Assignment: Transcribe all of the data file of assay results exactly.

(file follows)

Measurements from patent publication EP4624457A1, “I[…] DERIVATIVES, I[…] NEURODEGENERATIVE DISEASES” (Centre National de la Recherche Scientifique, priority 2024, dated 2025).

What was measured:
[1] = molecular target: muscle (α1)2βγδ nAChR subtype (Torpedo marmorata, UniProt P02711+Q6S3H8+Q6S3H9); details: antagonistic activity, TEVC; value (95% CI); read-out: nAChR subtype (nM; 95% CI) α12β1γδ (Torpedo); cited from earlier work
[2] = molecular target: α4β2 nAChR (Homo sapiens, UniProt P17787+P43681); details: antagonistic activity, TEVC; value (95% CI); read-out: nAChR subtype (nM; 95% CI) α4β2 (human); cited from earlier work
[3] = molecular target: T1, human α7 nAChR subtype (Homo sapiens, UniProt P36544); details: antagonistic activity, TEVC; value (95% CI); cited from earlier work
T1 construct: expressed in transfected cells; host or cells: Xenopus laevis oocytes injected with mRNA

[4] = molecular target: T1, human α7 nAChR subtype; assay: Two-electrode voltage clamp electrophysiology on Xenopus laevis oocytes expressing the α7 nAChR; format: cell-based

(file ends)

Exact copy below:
Measurements from patent publication EP4624457A1, “I[…] DERIVATIVES, I[…] NEURODEGENERATIVE DISEASES” (Centre National de la Recherche Scientifique, priority 2024, dated 2025).

What was measured:
[1] = molecular target: muscle (α1)2βγδ nAChR subtype (Torpedo marmorata, UniProt P02711+Q6S3H8+Q6S3H9); details: antagonistic activity, TEVC; value (95% CI); read-out: nAChR subtype (nM; 95% CI) α12β1γδ (Torpedo); cited from earlier work
[2] = molecular target: α4β2 nAChR (Homo sapiens, UniProt P17787+P43681); details: antagonistic activity, TEVC; value (95% CI); read-out: nAChR subtype (nM; 95% CI) α4β2 (human); cited from earlier work
[3] = molecular target: T1, human α7 nAChR subtype (Homo sapiens, UniProt P36544); details: antagonistic activity, TEVC; value (95% CI); cited from earlier work
T1 construct: expressed in transfected cells; host or cells: Xenopus laevis oocytes injected with mRNA

[4] = molecular target: T1, human α7 nAChR subtype; assay: Two-electrode voltage clamp electrophysiology on Xenopus laevis oocytes expressing the α7 nAChR; format: cell-based